Research Press Release

Climate Change: Future under fire

Nature Climate Change

February 25, 2020

A series of Comments and Correspondences about the recent Australian bushfires is published this week in Nature Climate Change . These pieces, accompanied by an Editorial, explore the fires’ impacts and the associated global response.

As of mid-January 2020, the Australian bush fires have burnt over 10 million ha across the southern half of the continent. The unprecedented nature of the fires has had major consequences for human wellbeing, infrastructure and wildlife.

In a Comment, Ben Sanderson and colleagues consider the latest climate models and whether they would have been able to predict the fires in New South Wales. In another Comment, Lauren Rickards and James Watson discuss the impacts of the fires on current climate change research and how scientists and institutions may need to rapidly adapt to these events.

In a Comment, Lesley Head explores whether the fires will lead to climate action, or if they will be considered the new normal. Further pieces discuss the damage done to the forest biome and look at the natural climate patterns that bring rain to the region. A Correspondence from Henriette Jager and Charles Coutant examines the global response to the bushfires. They contrast the actions of individuals to aid injured wildlife, such as knitting boots for koalas, with what is needed to mitigate climate change to ensure protection of species and biodiversity.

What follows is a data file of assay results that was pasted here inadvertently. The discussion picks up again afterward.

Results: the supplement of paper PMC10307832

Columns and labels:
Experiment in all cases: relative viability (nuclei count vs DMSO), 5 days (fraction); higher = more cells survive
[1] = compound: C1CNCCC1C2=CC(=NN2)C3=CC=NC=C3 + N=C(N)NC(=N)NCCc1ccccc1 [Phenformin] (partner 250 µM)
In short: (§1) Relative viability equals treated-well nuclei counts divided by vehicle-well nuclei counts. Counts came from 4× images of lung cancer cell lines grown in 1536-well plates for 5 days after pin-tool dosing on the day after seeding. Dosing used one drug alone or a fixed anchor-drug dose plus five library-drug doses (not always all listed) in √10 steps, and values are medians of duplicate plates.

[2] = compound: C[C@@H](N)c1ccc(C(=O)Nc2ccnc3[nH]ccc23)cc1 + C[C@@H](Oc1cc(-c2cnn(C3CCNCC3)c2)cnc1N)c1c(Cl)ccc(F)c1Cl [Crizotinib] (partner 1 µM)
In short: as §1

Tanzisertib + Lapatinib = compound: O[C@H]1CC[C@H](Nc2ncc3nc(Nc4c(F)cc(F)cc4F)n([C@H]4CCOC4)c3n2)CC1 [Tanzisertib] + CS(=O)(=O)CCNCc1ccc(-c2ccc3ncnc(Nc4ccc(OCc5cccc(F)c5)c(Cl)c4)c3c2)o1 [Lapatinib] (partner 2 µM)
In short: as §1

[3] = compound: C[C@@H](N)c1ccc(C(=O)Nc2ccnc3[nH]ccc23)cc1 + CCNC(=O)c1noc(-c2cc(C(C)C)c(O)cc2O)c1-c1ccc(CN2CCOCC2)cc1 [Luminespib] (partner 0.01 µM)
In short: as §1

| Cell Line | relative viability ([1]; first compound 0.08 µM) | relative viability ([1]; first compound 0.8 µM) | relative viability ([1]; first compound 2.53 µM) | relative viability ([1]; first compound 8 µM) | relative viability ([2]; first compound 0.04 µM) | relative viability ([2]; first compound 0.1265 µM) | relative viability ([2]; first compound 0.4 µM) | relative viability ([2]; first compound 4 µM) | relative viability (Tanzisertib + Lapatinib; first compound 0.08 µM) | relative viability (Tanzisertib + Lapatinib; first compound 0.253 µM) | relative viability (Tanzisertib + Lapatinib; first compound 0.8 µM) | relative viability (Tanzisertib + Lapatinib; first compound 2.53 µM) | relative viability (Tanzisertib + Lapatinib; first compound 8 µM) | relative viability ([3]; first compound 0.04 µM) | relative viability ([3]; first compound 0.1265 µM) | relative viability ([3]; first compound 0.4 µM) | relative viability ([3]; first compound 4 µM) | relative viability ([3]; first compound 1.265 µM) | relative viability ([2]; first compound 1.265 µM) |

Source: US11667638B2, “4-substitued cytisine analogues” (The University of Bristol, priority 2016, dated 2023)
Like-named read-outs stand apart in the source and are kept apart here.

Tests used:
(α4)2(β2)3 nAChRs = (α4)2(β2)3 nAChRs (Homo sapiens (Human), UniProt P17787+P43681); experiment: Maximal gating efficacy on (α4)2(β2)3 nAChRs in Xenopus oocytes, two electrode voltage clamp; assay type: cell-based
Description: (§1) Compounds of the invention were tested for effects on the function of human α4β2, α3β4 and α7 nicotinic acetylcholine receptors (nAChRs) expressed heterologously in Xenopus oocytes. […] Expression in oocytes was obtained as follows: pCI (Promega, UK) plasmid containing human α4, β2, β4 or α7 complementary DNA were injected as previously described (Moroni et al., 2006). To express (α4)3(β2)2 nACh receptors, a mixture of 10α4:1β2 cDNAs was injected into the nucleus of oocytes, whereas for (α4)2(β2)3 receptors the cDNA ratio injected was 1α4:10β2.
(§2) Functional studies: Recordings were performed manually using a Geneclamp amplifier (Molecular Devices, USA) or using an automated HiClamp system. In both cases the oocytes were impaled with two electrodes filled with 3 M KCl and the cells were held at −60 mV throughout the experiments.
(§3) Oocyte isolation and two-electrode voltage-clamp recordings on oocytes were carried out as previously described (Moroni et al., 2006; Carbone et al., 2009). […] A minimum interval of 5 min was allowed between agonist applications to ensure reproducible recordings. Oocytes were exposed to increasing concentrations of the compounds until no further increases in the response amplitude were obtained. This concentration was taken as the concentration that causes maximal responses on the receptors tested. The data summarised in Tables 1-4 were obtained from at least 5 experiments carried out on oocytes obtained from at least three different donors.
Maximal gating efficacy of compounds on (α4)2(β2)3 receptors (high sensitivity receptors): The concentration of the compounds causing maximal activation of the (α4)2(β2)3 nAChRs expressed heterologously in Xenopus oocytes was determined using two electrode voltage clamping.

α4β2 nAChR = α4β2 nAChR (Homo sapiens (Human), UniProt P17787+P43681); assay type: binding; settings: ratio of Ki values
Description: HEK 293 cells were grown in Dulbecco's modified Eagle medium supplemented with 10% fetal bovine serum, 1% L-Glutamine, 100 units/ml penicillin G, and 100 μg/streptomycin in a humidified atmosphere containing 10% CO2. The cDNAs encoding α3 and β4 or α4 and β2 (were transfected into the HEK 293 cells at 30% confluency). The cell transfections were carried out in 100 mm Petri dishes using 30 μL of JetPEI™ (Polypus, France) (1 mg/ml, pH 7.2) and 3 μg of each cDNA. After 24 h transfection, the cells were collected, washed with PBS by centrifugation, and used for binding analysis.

An accompanying Editorial states “Australia is certainly deserving of compassion and support in the face of the fires. At the same time, it is worthwhile to pause and acknowledge the other places at the frontlines of climate change and to include their stories in the collective motivation for climate action.”

This press release refers to Nature Climate Change Comment pieces and Correspondences, not a Nature Climate Change research paper or article. Comment pieces are topical, authoritative Op-Eds pertaining to scientific research and its ramifications. The Correspondence pieces provide a forum for comment on papers or discussion of issues relevant to the journal’s community.


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